A yearlong global investigation into the safety of medical devices—involving more than 250 reporters from more than 50 media organizations, led by the International Consortium of Investigative Journalists (ICIJ)—analyzed 10 years' worth of FDA data and found more than 1.7 million injuries and 83,000 deaths linked to approved and cleared devices.
The series of stories published this weekend across several outlets details the patchwork of international regulatory regimes overseeing the medical device industry, finding products being marketed with little to no human testing, or devices pulled from sale due to safety concerns in some countries while still being sold in others.
For example, the U.S. issued over 26,700 device recalls during that 10-year period, while India issued only 14 from 2013 to 2017. To centralize that information, the ICIJ built the first international public database of more than 70,000 device recalls, safety alerts and field safety notices gathered from 11 countries.
Of the more than 4,000 types of devices listed in the FDA’s data, six accounted for about 25% of the injury reports: hip prostheses, insulin pumps with sensors, implanted insulin pumps, spinal stimulators, surgical mesh and defibrillators, according to the Associated Press, which participated in the investigation. Other high-profile devices have included contraceptive coils and breast implants.
The day after the reports were published, the FDA outlined plans to modernize its 510(k) clearance program, which covers the large majority of the agency’s device reviews—including plans for additional safety and performance criteria, as well as a push to urge manufacturers to use more recent predicate devices as the basis for their submissions.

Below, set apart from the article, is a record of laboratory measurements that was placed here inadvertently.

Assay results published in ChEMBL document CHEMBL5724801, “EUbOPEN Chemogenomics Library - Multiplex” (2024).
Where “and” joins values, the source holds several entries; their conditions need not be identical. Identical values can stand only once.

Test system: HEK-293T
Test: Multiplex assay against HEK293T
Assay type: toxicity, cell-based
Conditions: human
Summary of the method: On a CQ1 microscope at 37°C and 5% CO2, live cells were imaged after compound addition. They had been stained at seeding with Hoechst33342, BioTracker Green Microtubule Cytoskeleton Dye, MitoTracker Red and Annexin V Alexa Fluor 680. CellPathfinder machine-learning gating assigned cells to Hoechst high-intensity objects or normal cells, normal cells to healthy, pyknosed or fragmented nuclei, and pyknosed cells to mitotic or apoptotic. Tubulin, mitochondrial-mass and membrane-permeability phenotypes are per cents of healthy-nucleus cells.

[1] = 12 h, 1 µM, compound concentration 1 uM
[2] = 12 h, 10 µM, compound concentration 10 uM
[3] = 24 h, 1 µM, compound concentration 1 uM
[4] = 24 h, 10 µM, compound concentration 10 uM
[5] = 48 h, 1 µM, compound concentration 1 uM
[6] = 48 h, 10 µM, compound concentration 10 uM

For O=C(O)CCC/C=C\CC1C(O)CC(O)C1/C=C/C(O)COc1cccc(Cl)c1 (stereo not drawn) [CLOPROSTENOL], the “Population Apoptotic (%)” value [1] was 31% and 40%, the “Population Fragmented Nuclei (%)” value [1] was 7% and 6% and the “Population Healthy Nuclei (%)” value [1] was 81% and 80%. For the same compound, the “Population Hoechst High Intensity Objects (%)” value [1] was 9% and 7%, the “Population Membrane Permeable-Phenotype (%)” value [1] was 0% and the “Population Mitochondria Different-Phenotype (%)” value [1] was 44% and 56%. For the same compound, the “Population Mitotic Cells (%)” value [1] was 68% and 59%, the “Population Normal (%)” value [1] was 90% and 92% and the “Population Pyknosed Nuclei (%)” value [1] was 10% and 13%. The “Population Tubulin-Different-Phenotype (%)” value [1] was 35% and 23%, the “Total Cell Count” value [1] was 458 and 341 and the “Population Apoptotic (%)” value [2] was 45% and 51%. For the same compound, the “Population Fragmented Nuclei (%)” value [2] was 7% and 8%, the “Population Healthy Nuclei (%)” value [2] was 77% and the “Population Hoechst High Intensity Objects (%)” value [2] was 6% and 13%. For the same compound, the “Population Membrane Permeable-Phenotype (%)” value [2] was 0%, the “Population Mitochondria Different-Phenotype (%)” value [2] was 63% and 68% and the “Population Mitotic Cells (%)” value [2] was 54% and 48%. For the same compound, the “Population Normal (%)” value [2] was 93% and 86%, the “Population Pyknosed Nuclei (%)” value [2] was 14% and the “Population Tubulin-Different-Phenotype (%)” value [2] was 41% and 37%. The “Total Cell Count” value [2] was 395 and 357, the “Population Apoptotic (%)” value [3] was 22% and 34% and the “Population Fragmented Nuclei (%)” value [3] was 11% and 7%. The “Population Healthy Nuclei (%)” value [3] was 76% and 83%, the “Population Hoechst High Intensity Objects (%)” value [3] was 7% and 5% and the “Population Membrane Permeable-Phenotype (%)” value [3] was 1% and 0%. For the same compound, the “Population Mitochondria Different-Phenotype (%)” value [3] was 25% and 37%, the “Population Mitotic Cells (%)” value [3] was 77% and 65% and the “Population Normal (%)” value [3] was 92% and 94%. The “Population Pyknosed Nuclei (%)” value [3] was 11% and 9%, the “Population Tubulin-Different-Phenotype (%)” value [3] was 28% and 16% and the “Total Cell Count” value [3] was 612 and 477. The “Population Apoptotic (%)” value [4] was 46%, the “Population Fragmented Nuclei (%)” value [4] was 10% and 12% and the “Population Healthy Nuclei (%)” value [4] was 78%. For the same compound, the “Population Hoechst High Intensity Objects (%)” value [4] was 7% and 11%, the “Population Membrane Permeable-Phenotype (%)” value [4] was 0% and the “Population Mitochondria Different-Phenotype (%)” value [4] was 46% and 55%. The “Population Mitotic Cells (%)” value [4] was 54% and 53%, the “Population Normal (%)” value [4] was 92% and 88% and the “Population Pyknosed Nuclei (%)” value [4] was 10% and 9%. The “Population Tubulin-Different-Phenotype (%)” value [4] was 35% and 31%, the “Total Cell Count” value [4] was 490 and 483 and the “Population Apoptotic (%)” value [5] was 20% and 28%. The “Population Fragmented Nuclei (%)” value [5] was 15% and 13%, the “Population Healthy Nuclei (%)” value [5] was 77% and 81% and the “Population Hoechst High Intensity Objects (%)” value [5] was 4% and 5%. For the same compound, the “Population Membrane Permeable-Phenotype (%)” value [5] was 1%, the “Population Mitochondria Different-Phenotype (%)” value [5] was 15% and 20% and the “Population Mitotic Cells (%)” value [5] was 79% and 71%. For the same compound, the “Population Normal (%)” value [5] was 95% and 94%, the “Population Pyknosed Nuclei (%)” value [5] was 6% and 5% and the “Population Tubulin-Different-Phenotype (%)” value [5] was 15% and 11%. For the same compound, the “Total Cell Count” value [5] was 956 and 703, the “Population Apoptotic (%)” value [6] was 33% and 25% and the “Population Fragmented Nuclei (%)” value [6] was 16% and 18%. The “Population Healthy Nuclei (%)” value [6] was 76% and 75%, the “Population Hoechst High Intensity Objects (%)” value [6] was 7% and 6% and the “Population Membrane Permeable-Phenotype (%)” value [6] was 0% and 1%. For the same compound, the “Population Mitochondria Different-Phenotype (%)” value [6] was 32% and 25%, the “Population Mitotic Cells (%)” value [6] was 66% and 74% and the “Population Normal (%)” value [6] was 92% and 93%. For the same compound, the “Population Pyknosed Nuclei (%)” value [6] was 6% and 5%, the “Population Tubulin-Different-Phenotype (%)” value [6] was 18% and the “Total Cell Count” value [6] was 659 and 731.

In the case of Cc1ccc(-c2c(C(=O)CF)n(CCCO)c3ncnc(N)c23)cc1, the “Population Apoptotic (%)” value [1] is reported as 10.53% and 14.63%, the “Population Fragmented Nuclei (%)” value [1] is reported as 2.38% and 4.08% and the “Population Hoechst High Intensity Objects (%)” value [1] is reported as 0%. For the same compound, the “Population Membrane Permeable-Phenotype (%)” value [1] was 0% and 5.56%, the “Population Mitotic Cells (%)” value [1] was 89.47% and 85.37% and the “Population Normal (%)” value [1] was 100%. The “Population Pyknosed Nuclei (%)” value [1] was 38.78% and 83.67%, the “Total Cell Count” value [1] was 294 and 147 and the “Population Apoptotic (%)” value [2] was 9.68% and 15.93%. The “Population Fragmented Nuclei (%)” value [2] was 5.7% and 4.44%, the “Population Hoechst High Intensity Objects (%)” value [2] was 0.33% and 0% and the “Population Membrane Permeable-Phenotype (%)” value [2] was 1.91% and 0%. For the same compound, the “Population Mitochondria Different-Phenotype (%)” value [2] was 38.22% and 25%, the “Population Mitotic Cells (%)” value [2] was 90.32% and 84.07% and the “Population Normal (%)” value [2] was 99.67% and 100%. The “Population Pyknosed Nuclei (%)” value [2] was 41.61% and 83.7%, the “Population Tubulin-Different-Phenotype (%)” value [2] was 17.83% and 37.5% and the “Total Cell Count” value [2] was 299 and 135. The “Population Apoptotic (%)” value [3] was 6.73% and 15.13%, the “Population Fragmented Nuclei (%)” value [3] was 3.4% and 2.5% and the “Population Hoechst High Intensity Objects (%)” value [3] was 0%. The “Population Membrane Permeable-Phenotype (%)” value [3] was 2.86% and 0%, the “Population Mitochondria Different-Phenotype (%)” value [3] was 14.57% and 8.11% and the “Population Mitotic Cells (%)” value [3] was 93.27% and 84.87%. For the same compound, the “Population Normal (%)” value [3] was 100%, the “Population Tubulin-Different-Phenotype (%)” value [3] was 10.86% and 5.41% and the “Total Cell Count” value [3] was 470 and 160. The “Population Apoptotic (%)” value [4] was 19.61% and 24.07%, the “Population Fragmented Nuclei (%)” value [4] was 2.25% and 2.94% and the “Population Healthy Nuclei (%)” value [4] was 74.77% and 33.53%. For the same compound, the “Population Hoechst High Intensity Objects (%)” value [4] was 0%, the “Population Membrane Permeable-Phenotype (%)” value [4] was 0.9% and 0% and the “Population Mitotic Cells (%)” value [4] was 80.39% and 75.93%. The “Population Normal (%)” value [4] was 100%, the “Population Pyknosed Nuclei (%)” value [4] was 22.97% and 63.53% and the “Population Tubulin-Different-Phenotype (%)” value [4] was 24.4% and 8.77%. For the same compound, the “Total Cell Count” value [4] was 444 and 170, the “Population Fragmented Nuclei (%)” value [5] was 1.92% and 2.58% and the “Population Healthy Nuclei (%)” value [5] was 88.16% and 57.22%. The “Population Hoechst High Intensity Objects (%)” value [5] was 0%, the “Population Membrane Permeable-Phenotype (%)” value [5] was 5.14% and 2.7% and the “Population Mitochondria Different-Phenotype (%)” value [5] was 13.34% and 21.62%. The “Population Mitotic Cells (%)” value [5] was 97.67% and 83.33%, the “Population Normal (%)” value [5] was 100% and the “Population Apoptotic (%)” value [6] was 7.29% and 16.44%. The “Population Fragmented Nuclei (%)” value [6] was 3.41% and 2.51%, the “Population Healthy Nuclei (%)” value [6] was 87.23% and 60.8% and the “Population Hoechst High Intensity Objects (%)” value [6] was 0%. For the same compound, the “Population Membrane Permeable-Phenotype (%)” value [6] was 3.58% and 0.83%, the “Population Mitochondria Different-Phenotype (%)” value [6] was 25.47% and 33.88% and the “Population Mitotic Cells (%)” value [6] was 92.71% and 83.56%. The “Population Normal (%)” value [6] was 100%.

“We believe firmly in the merits of the 510(k) process” first established in 1976, FDA Commissioner Scott Gottlieb, M.D., and CDRH Director Jeff Shuren, M.D., said in an agency statement. “But we also believe that framework needs to be modernized to reflect advances in technology, safety and the capabilities of a new generation of medical devices.”
Under the 510(k) pathway, manufacturers compare their products against previously cleared predicate devices to demonstrate that they are just as safe and effective. However, older predicates may not reflect the modern tech in new devices and other advancements.
The FDA said its data showed that nearly 20% of current 510(k) clearances are based on predicates over 10 years old. In 2017, CDRH cleared 3,173 devices through the pathway, totaling 82% of all devices cleared or approved.
“To be clear, we don’t believe devices that rely on old predicates are unsafe, or that older devices need to be removed from the market,” Gottlieb and Shuren said. “However, we believe that encouraging product developers to use more modern predicates would give patients and their doctors a choice among older and newer versions of a type of device, promote greater competition to adopt modern features that improve safety and performance, and help make sure that newer devices reflect more modern technology and standards that can improve patient care and outcomes.”